JOE ZEE Fashion Guru
THE GIG This former Torontonian, who’s now based in NYC and L.A., shares an excerpt from his new book, That’s What Fashion Is. STYLE SAVANT “I’m so inspired by Rihanna. I love that she can literally wear anything and pull it off. It’s a real skill to be able to turn the worst
look of the season into something great.” n
I remember being 16 and talking to George, a much older friend of mine in Toronto, about wanting to move to New York to do something—what, I wasn’t sure—with clothes and fashion and magazines. George was a hairdresser, and so when he told me, “You should be a stylist,” I thought he was talking about cutting hair. “No disrespect,” I told him. “I like what you do. But I don’t think I’d be any good at cutting hair.” When he told me that he meant a wardrobe stylist, I was confused. That’s a job? To pick out clothes? To shop for other people? And they pay you? I didn’t get it.
A few months later, George called to ask if I might be interested in styling a “test shoot” he was doing with a photographer, a makeup artist and a model. This is something creative types often do (when they have the time) in order to experiment, help fill out their portfolios, or just have fun. I said yes right away, though I still had plenty of questions, including: What was it, exactly, I’d be doing again? “You can dress the model however you want,” he told me.
Armed with that and little else, I went to all the local department stores, charged armfuls of clothes to my mother’s credit card—looking, I’m sure, like a young drag queen getting ready for the show of his life—and then hauled the bags and bags of pretty dresses and coats and shoes and tights to a dirty warehouse in east Toronto. This would mark the beginning of my penchant for over-pulling and over-prepping for magazine shoots. I might bring ten racks of clothes and some fifty-five pairs of shoes for a one-girl story. The more stuff, the better, because I never know how I’ll feel in the moment and the worst is being on some remote set and wishing I’d just packed that one busted skirt everyone despised. A skirt is never so perfect as when it’s three thousand miles away. I am sure many other stylists will tell you the same thing.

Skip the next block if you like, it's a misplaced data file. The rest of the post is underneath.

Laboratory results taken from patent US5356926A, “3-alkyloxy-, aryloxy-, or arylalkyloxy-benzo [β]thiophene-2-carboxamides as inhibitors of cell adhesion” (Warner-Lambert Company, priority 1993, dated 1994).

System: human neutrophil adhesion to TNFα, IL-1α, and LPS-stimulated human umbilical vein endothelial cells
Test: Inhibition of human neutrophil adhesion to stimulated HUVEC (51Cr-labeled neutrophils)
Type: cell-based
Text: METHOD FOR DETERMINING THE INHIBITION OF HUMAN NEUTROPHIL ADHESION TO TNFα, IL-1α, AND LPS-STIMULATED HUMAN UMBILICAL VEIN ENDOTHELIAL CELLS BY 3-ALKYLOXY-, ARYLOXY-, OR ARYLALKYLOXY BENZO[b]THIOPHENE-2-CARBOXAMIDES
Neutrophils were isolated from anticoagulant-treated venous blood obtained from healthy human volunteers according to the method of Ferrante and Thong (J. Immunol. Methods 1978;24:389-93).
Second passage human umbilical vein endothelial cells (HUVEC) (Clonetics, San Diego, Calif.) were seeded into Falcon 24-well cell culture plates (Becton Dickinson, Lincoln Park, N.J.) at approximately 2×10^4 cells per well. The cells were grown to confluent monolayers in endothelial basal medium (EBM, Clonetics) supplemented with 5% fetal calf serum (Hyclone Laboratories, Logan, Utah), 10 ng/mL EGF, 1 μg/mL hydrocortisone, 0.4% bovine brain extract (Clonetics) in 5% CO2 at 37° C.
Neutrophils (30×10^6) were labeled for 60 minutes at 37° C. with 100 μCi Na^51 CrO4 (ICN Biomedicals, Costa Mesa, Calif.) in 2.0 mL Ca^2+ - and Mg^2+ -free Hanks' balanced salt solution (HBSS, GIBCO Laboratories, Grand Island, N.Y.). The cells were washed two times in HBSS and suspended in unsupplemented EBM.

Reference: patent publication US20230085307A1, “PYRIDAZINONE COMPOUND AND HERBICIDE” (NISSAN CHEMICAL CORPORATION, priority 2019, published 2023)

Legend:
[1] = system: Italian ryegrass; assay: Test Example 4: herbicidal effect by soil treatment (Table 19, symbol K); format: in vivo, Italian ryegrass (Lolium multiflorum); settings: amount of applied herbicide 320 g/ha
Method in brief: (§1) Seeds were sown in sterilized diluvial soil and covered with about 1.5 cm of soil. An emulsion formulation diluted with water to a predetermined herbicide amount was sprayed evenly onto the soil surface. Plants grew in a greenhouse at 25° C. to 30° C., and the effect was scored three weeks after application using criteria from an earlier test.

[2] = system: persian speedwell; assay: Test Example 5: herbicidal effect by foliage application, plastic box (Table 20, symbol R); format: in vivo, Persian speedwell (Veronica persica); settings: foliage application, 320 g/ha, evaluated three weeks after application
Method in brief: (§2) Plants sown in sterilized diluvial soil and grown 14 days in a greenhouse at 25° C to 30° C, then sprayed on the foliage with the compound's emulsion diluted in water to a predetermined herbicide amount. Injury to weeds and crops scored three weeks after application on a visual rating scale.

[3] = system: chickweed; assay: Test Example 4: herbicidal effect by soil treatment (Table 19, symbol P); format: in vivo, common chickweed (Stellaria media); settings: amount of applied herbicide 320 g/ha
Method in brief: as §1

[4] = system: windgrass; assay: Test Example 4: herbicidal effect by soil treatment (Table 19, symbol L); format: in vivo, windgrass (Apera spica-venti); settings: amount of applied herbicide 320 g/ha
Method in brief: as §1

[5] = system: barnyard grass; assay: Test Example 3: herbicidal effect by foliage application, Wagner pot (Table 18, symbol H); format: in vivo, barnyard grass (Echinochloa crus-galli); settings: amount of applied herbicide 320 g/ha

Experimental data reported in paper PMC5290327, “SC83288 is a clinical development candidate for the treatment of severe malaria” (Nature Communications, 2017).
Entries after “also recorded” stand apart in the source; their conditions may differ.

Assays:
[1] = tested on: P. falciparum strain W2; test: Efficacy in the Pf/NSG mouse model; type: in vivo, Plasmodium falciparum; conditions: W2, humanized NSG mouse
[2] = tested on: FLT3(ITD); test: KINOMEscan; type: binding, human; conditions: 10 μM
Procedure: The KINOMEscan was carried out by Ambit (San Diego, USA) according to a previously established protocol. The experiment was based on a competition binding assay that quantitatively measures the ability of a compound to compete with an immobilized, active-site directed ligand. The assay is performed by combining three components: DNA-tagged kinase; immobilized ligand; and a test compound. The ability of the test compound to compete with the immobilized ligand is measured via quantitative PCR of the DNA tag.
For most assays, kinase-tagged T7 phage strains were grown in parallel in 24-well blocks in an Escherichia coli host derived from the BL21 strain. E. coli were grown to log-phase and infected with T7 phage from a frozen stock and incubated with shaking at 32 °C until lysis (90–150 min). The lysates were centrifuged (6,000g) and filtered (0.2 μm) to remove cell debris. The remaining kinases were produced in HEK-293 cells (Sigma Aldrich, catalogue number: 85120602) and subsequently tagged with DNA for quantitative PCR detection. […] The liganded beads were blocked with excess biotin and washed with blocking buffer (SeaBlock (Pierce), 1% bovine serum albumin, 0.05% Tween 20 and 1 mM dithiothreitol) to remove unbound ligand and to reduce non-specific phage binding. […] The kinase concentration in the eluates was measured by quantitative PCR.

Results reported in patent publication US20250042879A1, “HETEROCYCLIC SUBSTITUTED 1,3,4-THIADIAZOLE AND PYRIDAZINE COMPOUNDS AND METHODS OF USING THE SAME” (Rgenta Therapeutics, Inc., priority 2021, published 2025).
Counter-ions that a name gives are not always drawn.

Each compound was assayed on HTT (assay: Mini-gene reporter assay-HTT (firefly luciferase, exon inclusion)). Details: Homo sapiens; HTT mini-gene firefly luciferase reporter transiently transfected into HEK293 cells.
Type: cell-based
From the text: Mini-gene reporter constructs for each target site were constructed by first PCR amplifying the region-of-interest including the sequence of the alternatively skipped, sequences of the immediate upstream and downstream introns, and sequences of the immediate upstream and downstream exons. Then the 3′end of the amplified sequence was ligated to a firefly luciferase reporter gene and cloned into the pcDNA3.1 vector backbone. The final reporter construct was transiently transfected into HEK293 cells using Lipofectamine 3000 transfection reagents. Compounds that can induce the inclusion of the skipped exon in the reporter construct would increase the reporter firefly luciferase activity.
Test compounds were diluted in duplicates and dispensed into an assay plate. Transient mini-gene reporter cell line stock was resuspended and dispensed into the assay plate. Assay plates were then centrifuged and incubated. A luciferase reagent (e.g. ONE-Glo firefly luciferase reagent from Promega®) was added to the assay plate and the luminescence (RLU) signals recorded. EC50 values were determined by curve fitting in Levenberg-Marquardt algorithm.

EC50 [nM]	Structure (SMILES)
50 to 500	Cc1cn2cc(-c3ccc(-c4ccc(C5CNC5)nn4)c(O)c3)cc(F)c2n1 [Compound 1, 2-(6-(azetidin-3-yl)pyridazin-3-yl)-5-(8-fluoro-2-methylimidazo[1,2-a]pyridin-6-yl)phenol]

During the daylong shoot in the Toronto warehouse, I kept all the sales tags attached, was super careful when getting the model dressed, and when the photographer asked me about pinning and taping things to fit the girl (who knew stylists did that?—because, let’s face it, I had never done this before), I inwardly freaked out. This photographer wanted me to pierce these new clothes with a pin? And where exactly was I getting this pin? Yeah, suddenly, in my disorganization, dressing someone seemed a little less fun. Instead I found a piece of masking tape that had been used to tape a shopping bag shut and I carefully pulled that off and used it masterfully to make the shirt look more fitted. Looking back, I realize I MacGyvered my way into this career. When the shoot was done, I returned everything immediately to all the department stores, making absolutely no eye contact with the disapproving saleswomen but secretly feeling so satisfied. I don’t even remember much of the in-between, including what the photos looked like, but I will never forget the intoxicating feeling of walking through the mall on a mission to make something of my very own. From that day on, I was a stylist.